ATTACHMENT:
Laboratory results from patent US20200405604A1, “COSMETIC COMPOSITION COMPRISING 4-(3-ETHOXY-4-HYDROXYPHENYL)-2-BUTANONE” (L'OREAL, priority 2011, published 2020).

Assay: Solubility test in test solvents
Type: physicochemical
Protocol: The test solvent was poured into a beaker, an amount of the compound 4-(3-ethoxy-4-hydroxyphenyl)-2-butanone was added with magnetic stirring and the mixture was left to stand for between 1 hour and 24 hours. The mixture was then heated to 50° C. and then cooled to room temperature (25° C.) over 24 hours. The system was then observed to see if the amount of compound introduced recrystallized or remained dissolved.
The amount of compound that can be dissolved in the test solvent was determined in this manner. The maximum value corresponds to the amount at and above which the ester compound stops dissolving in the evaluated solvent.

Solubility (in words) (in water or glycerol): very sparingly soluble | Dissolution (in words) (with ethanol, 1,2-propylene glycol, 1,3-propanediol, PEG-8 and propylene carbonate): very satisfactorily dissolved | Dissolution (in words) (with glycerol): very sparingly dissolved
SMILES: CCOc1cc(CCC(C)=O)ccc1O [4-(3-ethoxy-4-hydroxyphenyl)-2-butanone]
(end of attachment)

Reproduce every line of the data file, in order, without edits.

Laboratory results from patent US20200405604A1, “COSMETIC COMPOSITION COMPRISING 4-(3-ETHOXY-4-HYDROXYPHENYL)-2-BUTANONE” (L'OREAL, priority 2011, published 2020).

Assay: Solubility test in test solvents
Type: physicochemical
Protocol: The test solvent was poured into a beaker, an amount of the compound 4-(3-ethoxy-4-hydroxyphenyl)-2-butanone was added with magnetic stirring and the mixture was left to stand for between 1 hour and 24 hours. The mixture was then heated to 50° C. and then cooled to room temperature (25° C.) over 24 hours. The system was then observed to see if the amount of compound introduced recrystallized or remained dissolved.
The amount of compound that can be dissolved in the test solvent was determined in this manner. The maximum value corresponds to the amount at and above which the ester compound stops dissolving in the evaluated solvent.

Solubility (in words) (in water or glycerol): very sparingly soluble | Dissolution (in words) (with ethanol, 1,2-propylene glycol, 1,3-propanediol, PEG-8 and propylene carbonate): very satisfactorily dissolved | Dissolution (in words) (with glycerol): very sparingly dissolved
SMILES: CCOc1cc(CCC(C)=O)ccc1O [4-(3-ethoxy-4-hydroxyphenyl)-2-butanone]